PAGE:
Europe/Americas update: September 4-5 2017



At the BRICS summit in China on Tuesday, Vladimir Putin said that Donald Trump is “not my bride.” This huge revelation was Putin’s way of saying he’s not disappointed with Trump because “disappointment” isn’t a thing that world leaders should be with one another. In that sense I actually agree with him. Putin also says he’s reserving the right to demand more cuts to the US diplomatic mission in Russia, and he’s ordering his foreign ministry to file suit in US court over the Trump administration’s order evicting Russia from three of its diplomatic offices.


Putin also seemed to warn Washington against sending weapons to Ukraine. Defense Secretary James Mattis raised the possibility of sending weapons to Kiev last month, but Putin–who is merely a bystander to all this Ukraine business, you see, and simply wants what’s best for the Ukrainian people–argued that arming Kiev would not help bring the mostly-frozen conflict in eastern Ukraine to a close. Putin said that Russia will draft a UN Security Council resolution to put UN peacekeepers in eastern Ukraine, a development that the German government at least seems to support.


Sweden has rejected an asylum request made by a 106 year old refugee from Afghanistan. I don’t even know where to begin here. Apparently the Swedish government doesn’t think it’s dangerous in Afghanistan, which is why they denied her request. Maybe a few of their ministers should go spend some time in Afghanistan, outside of Kabul, and see how it goes.


A new poll shows that 59 percent of Germans are satisfied with the direction their country is going, a result that should augur well for Chancellor Angela Merkel heading into parliamentary elections later this month.


Here’s something comforting: as President Baal Emmanuel Macron’s popularity continues to crater, a plurality of French voters see Jean-Luc Mélenchon and his France Unbowed party as Macron’s main opposition. You don’t have to like Mélenchon (and I’m not here to try to sell you on him) to realize that things could be much worse–Marine Le Pen’s National Front could be in that position, but instead they’re well back in the same poll.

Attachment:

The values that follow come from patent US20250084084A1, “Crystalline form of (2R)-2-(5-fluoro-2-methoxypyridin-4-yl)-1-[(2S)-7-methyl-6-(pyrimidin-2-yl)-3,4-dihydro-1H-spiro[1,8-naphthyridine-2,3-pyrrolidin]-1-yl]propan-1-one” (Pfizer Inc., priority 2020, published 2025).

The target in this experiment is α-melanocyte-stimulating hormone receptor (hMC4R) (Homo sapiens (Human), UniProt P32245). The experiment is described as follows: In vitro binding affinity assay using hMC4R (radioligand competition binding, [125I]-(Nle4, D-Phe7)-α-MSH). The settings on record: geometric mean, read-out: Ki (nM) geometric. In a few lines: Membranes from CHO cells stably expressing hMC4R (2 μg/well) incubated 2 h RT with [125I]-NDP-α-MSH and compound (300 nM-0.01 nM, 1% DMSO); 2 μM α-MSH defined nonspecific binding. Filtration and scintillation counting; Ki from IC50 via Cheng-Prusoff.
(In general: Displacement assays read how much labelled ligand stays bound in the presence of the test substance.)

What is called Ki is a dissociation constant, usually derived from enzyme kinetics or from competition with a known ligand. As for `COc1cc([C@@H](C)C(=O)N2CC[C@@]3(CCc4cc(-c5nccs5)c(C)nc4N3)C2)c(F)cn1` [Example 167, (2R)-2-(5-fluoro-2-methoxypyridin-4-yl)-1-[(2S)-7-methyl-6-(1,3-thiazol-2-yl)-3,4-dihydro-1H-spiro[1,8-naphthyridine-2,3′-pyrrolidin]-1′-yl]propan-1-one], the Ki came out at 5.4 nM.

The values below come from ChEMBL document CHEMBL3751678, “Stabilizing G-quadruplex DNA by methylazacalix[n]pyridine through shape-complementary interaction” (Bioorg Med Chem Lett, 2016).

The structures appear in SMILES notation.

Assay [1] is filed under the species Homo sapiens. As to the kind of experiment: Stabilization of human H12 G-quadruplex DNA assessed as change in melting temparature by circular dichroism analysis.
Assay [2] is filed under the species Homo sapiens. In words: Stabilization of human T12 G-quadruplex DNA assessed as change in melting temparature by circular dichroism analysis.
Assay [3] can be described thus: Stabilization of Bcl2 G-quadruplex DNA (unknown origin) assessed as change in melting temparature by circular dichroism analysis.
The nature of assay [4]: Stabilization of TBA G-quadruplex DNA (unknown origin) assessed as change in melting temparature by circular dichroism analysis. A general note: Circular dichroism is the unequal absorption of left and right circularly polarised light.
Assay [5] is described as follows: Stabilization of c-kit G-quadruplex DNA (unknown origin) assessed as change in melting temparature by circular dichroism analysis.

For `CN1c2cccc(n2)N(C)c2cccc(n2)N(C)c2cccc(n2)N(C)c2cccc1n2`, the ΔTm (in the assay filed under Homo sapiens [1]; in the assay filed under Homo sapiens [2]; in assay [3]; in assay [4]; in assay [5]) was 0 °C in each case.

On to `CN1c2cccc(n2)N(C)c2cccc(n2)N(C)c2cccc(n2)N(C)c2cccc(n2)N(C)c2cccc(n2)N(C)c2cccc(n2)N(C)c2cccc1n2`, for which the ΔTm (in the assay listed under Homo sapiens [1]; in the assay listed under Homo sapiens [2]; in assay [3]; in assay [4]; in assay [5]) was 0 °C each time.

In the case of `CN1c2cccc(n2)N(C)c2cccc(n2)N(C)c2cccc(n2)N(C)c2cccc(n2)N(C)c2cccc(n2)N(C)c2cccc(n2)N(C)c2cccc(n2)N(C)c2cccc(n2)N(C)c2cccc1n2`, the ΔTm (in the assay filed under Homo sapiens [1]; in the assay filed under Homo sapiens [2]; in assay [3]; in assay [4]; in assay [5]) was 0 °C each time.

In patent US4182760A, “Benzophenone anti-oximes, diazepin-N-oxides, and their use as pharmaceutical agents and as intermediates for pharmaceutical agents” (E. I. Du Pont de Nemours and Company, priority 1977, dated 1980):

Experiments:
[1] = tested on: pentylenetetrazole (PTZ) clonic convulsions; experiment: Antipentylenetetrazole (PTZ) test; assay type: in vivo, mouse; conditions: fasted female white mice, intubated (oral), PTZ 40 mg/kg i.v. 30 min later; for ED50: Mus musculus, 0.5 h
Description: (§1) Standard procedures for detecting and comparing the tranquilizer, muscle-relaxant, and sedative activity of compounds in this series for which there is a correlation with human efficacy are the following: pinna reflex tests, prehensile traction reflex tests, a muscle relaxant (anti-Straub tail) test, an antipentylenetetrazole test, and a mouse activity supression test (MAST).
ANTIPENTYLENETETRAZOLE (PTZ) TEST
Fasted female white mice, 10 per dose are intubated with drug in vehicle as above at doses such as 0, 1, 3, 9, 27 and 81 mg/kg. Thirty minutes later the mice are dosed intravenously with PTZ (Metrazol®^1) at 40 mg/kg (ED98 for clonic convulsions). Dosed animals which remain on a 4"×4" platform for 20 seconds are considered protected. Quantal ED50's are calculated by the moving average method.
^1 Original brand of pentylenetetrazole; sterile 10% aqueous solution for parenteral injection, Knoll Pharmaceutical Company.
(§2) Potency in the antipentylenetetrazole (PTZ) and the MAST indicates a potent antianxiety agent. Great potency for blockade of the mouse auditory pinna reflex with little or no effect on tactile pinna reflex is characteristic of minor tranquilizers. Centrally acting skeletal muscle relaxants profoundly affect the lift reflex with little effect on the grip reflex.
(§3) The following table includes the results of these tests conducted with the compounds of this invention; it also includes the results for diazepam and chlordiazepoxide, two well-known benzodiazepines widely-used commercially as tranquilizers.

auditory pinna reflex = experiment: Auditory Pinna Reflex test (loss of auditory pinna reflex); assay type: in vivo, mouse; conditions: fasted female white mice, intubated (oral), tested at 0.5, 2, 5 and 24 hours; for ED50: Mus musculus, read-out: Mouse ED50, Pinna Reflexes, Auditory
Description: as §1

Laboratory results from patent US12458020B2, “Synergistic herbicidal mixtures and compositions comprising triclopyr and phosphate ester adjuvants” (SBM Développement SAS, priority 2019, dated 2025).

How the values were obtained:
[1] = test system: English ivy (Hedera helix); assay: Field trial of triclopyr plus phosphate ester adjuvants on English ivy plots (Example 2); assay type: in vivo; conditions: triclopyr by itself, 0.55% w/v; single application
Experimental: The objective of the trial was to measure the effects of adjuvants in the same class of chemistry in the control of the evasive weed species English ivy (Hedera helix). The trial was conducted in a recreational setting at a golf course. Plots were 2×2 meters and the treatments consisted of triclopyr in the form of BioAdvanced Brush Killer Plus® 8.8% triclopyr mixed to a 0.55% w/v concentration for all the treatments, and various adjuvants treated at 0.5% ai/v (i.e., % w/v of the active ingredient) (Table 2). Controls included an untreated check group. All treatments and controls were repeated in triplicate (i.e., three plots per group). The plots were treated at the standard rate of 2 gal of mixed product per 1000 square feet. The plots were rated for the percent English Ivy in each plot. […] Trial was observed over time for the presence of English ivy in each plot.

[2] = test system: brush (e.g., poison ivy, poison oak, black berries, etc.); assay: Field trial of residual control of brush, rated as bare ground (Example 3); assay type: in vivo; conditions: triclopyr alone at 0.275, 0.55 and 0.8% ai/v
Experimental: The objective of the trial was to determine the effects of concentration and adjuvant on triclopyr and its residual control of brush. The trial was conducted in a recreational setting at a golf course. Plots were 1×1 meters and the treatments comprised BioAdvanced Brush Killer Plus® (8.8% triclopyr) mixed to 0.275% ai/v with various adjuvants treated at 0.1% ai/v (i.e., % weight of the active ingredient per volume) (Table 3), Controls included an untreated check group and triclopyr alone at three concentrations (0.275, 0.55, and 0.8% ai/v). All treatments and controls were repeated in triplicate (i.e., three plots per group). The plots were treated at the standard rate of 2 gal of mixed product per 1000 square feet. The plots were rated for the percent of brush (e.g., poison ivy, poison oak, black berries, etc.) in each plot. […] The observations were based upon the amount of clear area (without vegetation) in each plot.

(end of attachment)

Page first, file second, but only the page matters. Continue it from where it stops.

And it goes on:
Speaking of Macron, he’s heading to Athens on Thursday to deliver a highly symbolic address on the need to democratize the European Union. It’s presumably no secret that I’m not a Macron fan, but the one area on which I think he’s right is on the dire need for EU reforms, both in terms of developing a common fiscal policy and on the need to increase transparency and public input into EU politics.


A Home Office document that lays out Britain’s post-Brexit immigration plans was leaked to The Guardian and released on Tuesday. It takes an extremely hard line against European immigrants:

The 82-page paper, marked as extremely sensitive and dated August 2017, sets out for the first time how Britain intends to approach the politically charged issue of immigration, dramatically refocusing policy to put British workers first.

“Put plainly, this means that, to be considered valuable to the country as a whole, immigration should benefit not just the migrants themselves but also make existing residents better off,” the paper says.

It proposes measures to drive down the number of lower-skilled EU migrants – offering them residency for a maximum of only two years, in a document likely to cheer hardliners in the Tory party. Those in “high-skilled occupations” will be granted permits to work for a longer period of three to five years.

The document also describes a phased introduction to a new immigration system that ends the right to settle in Britain for most European migrants – and places tough new restrictions on their rights to bring in family members. Potentially, this could lead to thousands of families being split up.